In Chippewas v Enbridge, on the other hand, the National Energy Board is the final decision maker, because the application occurred under section 58 of the NEBA. Thus, their decision is binding on the parties without the duty to consult getting triggered at all, effectively creating a loophole to avoid the duty. This is not to say that the Board has the obligation or power to actually perform the duty to consult. Justice Rennie was in agreement with the majority that the Board holds no such power. This is reflected in SCC jurisprudence, from Haida: “…[T]he ultimate legal responsibility for consultation and accommodation rests with the Crown. The honour of the Crown cannot be delegated” (para 53). But, the National Energy Board does have the power to observe whether there is a duty to consult (in this case, the duty was triggered), and whether that duty had been fulfilled (in this case, the duty had not been fulfilled). The Board has the additional power to deny approval to any projects with unfulfilled duties to consult.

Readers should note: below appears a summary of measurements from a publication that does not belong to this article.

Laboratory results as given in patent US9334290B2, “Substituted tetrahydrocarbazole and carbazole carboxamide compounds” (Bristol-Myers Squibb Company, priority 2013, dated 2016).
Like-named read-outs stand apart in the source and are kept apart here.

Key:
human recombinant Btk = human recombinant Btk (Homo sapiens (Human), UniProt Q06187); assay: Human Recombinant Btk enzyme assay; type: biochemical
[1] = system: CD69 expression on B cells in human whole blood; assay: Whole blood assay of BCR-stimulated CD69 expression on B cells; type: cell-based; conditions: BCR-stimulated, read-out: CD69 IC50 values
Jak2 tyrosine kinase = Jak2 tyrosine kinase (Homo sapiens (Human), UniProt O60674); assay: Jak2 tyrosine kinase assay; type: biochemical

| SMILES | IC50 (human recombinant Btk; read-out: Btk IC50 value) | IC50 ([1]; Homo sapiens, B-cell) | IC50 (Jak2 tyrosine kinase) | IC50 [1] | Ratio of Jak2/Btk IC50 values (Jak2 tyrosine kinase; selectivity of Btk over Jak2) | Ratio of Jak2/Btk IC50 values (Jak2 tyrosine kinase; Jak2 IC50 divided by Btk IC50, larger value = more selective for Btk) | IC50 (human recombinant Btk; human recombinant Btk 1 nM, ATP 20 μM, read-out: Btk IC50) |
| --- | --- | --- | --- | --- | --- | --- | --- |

The Balance of Scales Leads to An Undeniable Victor

I found Justice Rennie’s arguments persuasive. This section of the NEBA has essentially created a loophole where oil and gas projects may potentially be approved by the Board—whose decision, I emphasize, is final—that can have horrible impacts on Aboriginal groups, without the Crown ever needing to engage in consultation with those groups. This cannot be right or just, especially since we are—and Justice Rennie emphasizes this point—talking about a constitutional duty to consult under section 35 of the Constitution Act. Whatever unfairness this may be to Enbridge, it “pales when measured” against the constitutional rights within section 35 (para 114).

On one side of the weighing scales, we have the application of a multi-billion dollar oil and gas corporation that may be “held up indefinitely” (para 75) through a failure of the Crown. On the other, we have the possible infringement of the constitutional land and resource rights of Aboriginal groups in Canada – a contingent of our society that has endured unthinkable injustice through “legal” measures in Canada. The honour of the Crown was crafted by courts to make sure the government acted with integrity towards Aboriginal groups because for so long, the Crown had acted with dishonour and deceit towards those very groups.  I find it hard to be sympathetic to Enbridge.

Closing the Loop(hole)

There is a gap in this area of law, Justice Rennie says, and people—Aboriginal people—are falling through the cracks. In fact, Justice Rennie goes further, and says that the result proposed by the majority’s decision “undermines the overarching objective of reconciliation” (para 119).